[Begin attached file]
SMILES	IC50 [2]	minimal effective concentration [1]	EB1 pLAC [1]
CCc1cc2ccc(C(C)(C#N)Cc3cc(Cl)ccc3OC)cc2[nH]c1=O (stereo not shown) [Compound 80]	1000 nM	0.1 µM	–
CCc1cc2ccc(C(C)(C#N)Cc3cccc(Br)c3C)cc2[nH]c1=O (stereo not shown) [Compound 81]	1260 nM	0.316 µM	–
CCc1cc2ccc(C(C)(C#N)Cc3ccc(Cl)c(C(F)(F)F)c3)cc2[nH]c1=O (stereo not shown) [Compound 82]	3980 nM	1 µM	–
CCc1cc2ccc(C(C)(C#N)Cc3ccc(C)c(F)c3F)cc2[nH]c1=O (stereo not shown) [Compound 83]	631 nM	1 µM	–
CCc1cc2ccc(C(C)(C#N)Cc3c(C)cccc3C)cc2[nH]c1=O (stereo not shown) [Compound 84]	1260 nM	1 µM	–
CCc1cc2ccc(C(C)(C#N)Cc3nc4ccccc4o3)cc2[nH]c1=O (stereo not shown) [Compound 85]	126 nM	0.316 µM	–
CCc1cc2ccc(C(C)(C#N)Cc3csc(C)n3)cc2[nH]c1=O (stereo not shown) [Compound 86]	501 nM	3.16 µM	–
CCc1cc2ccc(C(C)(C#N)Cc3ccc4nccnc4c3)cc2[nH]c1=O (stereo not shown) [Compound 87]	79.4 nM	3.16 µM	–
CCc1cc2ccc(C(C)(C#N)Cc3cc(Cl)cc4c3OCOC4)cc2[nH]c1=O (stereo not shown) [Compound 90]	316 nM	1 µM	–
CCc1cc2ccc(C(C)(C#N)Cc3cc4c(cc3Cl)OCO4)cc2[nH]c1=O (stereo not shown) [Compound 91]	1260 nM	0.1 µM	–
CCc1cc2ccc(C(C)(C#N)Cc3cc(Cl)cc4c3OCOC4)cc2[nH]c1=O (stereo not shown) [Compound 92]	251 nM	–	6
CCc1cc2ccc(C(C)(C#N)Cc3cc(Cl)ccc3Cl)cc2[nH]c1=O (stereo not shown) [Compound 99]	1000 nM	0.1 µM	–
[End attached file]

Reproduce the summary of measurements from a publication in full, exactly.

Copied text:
SMILES	IC50 [2]	minimal effective concentration [1]	EB1 pLAC [1]
CCc1cc2ccc(C(C)(C#N)Cc3cc(Cl)ccc3OC)cc2[nH]c1=O (stereo not shown) [Compound 80]	1000 nM	0.1 µM	–
CCc1cc2ccc(C(C)(C#N)Cc3cccc(Br)c3C)cc2[nH]c1=O (stereo not shown) [Compound 81]	1260 nM	0.316 µM	–
CCc1cc2ccc(C(C)(C#N)Cc3ccc(Cl)c(C(F)(F)F)c3)cc2[nH]c1=O (stereo not shown) [Compound 82]	3980 nM	1 µM	–
CCc1cc2ccc(C(C)(C#N)Cc3ccc(C)c(F)c3F)cc2[nH]c1=O (stereo not shown) [Compound 83]	631 nM	1 µM	–
CCc1cc2ccc(C(C)(C#N)Cc3c(C)cccc3C)cc2[nH]c1=O (stereo not shown) [Compound 84]	1260 nM	1 µM	–
CCc1cc2ccc(C(C)(C#N)Cc3nc4ccccc4o3)cc2[nH]c1=O (stereo not shown) [Compound 85]	126 nM	0.316 µM	–
CCc1cc2ccc(C(C)(C#N)Cc3csc(C)n3)cc2[nH]c1=O (stereo not shown) [Compound 86]	501 nM	3.16 µM	–
CCc1cc2ccc(C(C)(C#N)Cc3ccc4nccnc4c3)cc2[nH]c1=O (stereo not shown) [Compound 87]	79.4 nM	3.16 µM	–
CCc1cc2ccc(C(C)(C#N)Cc3cc(Cl)cc4c3OCOC4)cc2[nH]c1=O (stereo not shown) [Compound 90]	316 nM	1 µM	–
CCc1cc2ccc(C(C)(C#N)Cc3cc4c(cc3Cl)OCO4)cc2[nH]c1=O (stereo not shown) [Compound 91]	1260 nM	0.1 µM	–
CCc1cc2ccc(C(C)(C#N)Cc3cc(Cl)cc4c3OCOC4)cc2[nH]c1=O (stereo not shown) [Compound 92]	251 nM	–	6
CCc1cc2ccc(C(C)(C#N)Cc3cc(Cl)ccc3Cl)cc2[nH]c1=O (stereo not shown) [Compound 99]	1000 nM	0.1 µM	–